- Place a conical wire mesh strainer on top of a cold container, ready to receive the cooked custard. Place the pan over very gentle heat and stir slowly with a wooden spoon, scraping the bottom, sides and ‘corners’ of the pan to ensure the custard on the pan’s surface will not curdle. When you see light whiffs of steam rising from the custard and it coats the back of a spoon and leaves a line when you trace a finger across it pour it directly through the strainer into a cold container. Cool then chill in the refrigerator to thicken.
- Slice or break the cake into one inch thick pieces. Brush with raspberry preserves. Place a few in the bottom of a large glass bowl. Sprinkle with a little sweet wine. Sprinkle with a few crushed berries. Pour over some cold custard to cover. Cover with another layer of jam spread cake and keep layering until all the ingredients have been used.
Refrigerate for at least a few hours, preferably overnight.
- Combine the heavy cream with the sugar and vanilla and whip to medium soft peaks. Dollop the whipped cream decoratively over the top of the trifle. Just before serving, sprinkle with the toasted almonds and place raspberries on top.
CECI NEW YORK WINS THE FIBERMARK SPECIFIER AWARD
This is such an exciting announcement: I just found out that Ceci New York was awarded the 18th Annual Specifier Award from FiberMark for our outstanding use of their papers in Ashleigh and Ryan’s couture save-the-dates! Inspired by a vintage Italian artist’s journal, I incorporated FiberMark’s leather papers for the journal cover, giving it the authentic look I envisioned. Thank you FiberMark for this wonderful recognition!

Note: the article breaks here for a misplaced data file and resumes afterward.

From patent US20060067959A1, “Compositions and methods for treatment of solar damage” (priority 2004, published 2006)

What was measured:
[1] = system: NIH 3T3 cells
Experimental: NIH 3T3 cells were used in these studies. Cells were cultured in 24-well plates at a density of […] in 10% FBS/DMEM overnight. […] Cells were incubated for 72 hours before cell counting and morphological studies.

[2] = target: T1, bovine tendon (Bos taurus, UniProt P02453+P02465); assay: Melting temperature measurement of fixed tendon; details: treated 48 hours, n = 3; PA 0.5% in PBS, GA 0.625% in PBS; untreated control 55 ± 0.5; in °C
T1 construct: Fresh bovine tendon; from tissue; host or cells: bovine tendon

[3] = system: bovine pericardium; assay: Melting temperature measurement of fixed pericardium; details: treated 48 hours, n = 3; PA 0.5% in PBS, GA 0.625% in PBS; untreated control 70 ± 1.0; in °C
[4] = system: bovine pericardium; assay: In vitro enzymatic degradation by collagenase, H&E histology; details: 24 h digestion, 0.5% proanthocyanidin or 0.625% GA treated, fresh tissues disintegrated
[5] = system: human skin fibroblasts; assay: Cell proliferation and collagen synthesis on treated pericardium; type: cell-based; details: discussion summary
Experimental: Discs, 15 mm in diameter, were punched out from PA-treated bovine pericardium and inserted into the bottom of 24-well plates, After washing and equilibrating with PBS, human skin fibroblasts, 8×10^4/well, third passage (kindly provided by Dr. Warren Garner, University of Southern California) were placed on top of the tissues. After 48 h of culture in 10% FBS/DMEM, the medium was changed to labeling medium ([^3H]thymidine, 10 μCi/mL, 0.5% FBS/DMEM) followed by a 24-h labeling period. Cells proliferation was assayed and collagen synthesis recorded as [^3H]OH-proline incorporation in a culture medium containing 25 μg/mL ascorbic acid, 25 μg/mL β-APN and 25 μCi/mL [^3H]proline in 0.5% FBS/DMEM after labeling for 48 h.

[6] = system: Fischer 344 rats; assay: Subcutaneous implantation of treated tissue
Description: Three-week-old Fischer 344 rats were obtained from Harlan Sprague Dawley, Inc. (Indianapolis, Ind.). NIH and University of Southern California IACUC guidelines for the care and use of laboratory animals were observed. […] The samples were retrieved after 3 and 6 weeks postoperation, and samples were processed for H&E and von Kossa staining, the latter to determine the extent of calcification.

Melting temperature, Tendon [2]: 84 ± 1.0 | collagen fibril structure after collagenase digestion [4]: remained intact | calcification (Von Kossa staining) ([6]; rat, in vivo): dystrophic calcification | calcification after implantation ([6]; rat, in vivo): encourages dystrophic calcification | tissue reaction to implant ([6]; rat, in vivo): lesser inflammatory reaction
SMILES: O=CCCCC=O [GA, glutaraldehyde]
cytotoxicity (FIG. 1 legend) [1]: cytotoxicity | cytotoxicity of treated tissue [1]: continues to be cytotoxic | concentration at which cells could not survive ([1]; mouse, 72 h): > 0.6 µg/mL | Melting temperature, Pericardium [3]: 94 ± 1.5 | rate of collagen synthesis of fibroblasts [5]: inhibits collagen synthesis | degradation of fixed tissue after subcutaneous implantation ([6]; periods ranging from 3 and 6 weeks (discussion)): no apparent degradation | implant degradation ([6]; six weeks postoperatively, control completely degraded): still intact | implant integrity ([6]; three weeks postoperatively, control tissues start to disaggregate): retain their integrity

CECI NEW YORK READY-TO-ORDER TRUNK SHOW
Don’t miss the Ceci Ready-To-Order Trunk Show on May 10th. For one night only, receive 15% savings on your Ceci Ready-To-Order Invitation, Save The Date, and/or Accessory suite!
Ceci Ready-To-Order is a fusion of elegance, personalization, and effortless style. Featuring original designs and artwork, these collections provide the luxury of customization combined with the ease of ready-to-order. Designed to take your event from ordinary to tastefully extraordinary, Ceci Ready-to-Order boasts an impressive range of color, paper, design, and printing possibilities that can be mixed and matched to reflect your aisle style and the tone of your event.
CAN’T MAKE THE TRUNK SHOW? Call your order in! Everyone can take advantage of this one-time offer no matter where you are in the world! Details below.
LA FLEUR WEDDINGS & EVENTS 1-DAY PHOTOGRAPHY WORKSHOP
Ceci Johnson will be speaking on May 3, 2011 at the Ojai Valley Inn & Spa in California alongside other great trendsetters: La Fleur Weddings, Jose Villa Photography, Pacific Weddings Magazine, Style Me Pretty and more! Ceci will be giving advice on branding, her marketing success, and the importance of capturing the details. Spaces are limited, reserve your spot now.
In next week’s issue: Fiesta Mexicana
Sign up for CeciStyle now!
Download this week's CeciStyle cover here:
, Founder and Creative Director of Ceci New York
, is the authority on style and invitation design. She is also the author of her highly coveted weekly style magazine, CeciStyle
. Loaded with gorgeous tips and takes on invitations, fashion, parties, weddings, décor, gifts and more, CeciStyle
is free and full of trusted, time-saving advice.
Get on her list and join now
Follow Ceci on Twitter
Become a fan on Facebook